The Commerce Commission is urging customers of mobile trader Home Direct to check if they are eligible for a credit or refund, after the High Court declared that terms in its contracts relating to its “voucher entitlement scheme” were unfair and unenforceable by the company (Commerce Commission v Home Direct Ltd  NZHC 2943).
“This is the first time that a court has made a declaration under the Fair Trading Act that terms in a standard form consumer contract are unfair,” says Commission Chair Anna Rawlings.
“We suggest that Home Direct customers who hold or held a Lifestyle account contact Home Direct to find out if they are affected by these declarations, as it is possible they are owed a credit or refund.”
The Commission says Home Direct sells consumer goods online and via telephone and mobile shops on deferred payment terms. It offers credit to customers on a facility known as a “Lifestyle account”. Customers are required to make regular payments towards the goods and pay interest on the balance. Prior to July 2018 Home Direct invited customers to opt-in to a “voucher entitlement scheme” when they opened the account.
It says that under the voucher scheme, customers continued to make direct debit payments after they had paid off their goods. Home Direct converted the additional payments into “voucher entitlements” which could only be used towards purchasing goods from Home Direct. Under the terms of the contract the “vouchers” were not refundable for cash and, if they were not used to purchase more goods, they would expire after 12 months and Home Direct would retain the money.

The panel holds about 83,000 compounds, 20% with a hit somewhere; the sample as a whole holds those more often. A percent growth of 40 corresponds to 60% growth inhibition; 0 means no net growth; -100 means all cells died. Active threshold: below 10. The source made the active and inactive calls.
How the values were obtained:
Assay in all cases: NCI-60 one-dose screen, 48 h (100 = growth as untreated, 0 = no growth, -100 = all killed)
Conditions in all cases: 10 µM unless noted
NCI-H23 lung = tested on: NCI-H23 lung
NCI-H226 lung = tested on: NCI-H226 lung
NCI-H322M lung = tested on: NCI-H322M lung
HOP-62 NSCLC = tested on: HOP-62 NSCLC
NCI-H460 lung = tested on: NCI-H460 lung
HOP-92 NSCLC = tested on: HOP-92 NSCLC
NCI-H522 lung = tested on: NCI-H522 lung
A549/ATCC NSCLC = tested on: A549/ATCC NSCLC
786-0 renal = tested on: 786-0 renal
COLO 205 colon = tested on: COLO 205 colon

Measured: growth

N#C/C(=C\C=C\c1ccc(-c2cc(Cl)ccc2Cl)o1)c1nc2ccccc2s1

The scheme operated between 2009 and 2018 with more than $644,000 forfeited to Home Direct over the life of the scheme. The firm has identified more than 14,000 affected customers.
The Commission says that, in the High Court at Auckland, Justice Muir said that for the period 1 April 2017 to 14 December 2017 the terms and conditions relating to refunds and expiry of vouchers were “insufficiently clear” and “the absence of transparency adds a further layer of unfairness.” He said “the scheme did not provide any corresponding benefit to customers” such as a discount on the purchase of goods and “there were not countervailing obligations on Home Direct Ltd. It was in that sense ‘one-way traffic’.”
Ms Rawlings says some customers forfeited as much as $4,600. “It may not have been obvious to consumers that their funds were being forfeited as the vouchers dropped off customers’ accounts incrementally each week,” she says.
The Commerce Commission says Home Direct no longer operates the voucher entitlement scheme. It has credited customers over $133,000 and has agreed to refund any customers who had vouchers which were forfeited from 17 March 2015 when the unfair contract term provisions became law and the closure of the scheme in July 2018.